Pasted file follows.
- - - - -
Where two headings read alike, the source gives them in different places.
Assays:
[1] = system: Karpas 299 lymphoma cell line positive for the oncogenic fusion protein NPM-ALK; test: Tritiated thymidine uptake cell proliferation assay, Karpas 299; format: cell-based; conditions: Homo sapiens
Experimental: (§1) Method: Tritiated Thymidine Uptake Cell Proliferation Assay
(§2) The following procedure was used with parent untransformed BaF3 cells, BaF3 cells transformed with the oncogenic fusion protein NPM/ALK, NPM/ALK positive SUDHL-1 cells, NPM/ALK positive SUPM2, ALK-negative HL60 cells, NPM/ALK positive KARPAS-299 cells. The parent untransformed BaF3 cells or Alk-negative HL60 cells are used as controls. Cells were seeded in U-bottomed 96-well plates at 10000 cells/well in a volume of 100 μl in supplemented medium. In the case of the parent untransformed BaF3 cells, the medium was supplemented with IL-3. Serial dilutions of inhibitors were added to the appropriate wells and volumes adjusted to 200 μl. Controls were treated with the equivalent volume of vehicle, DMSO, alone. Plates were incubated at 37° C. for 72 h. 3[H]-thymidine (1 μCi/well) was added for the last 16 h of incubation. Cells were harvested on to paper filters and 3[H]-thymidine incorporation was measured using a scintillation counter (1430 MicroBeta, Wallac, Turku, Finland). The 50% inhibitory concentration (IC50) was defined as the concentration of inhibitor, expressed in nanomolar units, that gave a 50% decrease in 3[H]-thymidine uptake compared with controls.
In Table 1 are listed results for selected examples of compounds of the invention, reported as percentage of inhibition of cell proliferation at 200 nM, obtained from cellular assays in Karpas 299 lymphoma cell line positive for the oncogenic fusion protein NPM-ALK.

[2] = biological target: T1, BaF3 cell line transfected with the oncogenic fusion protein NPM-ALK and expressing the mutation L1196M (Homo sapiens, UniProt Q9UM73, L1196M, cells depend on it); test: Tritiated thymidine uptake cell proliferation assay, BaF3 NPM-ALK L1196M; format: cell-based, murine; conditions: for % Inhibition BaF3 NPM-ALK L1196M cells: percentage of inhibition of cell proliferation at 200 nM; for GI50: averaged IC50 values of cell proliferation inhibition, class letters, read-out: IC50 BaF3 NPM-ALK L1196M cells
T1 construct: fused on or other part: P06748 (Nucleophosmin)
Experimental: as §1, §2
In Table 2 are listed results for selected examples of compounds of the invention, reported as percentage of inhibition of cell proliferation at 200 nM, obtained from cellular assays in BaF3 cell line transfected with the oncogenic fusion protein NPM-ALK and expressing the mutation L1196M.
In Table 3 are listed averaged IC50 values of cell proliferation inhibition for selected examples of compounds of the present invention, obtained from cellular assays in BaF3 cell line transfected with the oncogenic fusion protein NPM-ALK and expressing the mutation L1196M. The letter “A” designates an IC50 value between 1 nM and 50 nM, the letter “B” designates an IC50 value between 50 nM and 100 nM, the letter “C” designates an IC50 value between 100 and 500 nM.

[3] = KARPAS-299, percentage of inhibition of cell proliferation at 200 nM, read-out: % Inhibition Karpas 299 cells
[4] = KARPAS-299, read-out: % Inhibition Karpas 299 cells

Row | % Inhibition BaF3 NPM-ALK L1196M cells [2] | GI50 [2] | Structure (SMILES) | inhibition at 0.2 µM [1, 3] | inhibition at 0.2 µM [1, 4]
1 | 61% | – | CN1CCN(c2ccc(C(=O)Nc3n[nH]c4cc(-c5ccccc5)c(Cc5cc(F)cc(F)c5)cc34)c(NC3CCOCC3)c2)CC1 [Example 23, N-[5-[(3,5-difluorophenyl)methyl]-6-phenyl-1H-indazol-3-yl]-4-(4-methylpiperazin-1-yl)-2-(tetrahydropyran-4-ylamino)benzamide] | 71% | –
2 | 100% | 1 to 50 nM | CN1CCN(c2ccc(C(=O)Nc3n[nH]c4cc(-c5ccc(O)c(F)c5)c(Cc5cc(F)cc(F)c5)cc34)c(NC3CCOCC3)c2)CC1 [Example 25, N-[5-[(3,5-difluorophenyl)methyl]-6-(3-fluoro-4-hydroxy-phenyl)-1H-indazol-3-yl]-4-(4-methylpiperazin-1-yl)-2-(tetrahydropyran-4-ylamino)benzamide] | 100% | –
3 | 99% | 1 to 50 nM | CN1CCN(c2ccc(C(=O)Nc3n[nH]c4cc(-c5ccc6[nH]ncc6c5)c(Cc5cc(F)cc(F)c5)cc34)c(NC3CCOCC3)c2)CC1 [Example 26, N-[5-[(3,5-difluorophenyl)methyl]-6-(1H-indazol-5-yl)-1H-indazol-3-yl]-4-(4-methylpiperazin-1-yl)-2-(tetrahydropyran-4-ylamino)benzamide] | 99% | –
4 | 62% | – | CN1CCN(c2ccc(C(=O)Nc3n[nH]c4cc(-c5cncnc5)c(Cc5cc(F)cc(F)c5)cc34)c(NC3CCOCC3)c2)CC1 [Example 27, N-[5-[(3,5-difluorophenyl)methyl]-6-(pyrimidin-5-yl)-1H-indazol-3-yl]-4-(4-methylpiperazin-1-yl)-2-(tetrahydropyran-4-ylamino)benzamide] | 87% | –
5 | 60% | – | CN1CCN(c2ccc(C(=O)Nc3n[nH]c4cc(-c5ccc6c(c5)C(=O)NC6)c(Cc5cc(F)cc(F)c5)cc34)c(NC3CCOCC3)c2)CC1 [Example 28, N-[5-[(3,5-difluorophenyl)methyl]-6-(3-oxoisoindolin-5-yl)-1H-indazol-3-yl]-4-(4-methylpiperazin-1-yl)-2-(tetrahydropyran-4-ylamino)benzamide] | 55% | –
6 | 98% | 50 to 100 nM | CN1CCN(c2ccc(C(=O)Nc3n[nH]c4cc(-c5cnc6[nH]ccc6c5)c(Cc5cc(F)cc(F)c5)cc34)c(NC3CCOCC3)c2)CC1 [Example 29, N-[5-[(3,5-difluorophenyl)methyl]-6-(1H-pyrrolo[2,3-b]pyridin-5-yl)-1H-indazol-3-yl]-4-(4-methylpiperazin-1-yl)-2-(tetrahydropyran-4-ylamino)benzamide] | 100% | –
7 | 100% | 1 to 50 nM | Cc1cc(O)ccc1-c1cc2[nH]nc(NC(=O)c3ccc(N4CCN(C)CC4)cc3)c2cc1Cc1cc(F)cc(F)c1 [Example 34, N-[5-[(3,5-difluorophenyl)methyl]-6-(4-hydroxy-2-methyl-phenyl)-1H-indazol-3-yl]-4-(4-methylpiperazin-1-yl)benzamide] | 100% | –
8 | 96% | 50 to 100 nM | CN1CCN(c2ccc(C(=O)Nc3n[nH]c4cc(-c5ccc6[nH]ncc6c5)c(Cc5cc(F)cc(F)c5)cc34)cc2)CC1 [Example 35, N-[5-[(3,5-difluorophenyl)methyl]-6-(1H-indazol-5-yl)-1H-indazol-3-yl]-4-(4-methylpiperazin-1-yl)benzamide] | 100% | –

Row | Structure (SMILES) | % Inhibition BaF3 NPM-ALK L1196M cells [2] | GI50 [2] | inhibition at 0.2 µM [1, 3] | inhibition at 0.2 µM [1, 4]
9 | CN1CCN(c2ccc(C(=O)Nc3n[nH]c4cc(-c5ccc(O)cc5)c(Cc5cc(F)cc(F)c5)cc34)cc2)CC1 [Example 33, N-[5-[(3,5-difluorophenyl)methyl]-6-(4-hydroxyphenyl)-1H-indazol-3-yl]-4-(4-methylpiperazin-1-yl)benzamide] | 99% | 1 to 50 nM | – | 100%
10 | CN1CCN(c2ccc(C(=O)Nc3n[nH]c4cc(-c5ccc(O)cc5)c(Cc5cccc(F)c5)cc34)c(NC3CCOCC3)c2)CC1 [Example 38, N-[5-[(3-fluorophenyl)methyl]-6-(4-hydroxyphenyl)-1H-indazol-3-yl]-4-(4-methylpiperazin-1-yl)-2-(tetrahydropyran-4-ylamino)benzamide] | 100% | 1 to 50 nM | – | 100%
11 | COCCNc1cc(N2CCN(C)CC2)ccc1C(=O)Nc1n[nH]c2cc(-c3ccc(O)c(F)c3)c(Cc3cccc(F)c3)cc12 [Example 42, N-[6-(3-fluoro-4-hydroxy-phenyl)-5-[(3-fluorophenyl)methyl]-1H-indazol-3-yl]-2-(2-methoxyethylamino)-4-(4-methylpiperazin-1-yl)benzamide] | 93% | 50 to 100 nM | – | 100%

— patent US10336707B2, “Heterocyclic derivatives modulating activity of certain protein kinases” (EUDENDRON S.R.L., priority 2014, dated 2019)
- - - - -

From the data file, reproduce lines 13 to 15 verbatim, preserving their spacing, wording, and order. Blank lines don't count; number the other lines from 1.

[4] = KARPAS-299, read-out: % Inhibition Karpas 299 cells

Row | % Inhibition BaF3 NPM-ALK L1196M cells [2] | GI50 [2] | Structure (SMILES) | inhibition at 0.2 µM [1, 3] | inhibition at 0.2 µM [1, 4]
1 | 61% | – | CN1CCN(c2ccc(C(=O)Nc3n[nH]c4cc(-c5ccccc5)c(Cc5cc(F)cc(F)c5)cc34)c(NC3CCOCC3)c2)CC1 [Example 23, N-[5-[(3,5-difluorophenyl)methyl]-6-phenyl-1H-indazol-3-yl]-4-(4-methylpiperazin-1-yl)-2-(tetrahydropyran-4-ylamino)benzamide] | 71% | –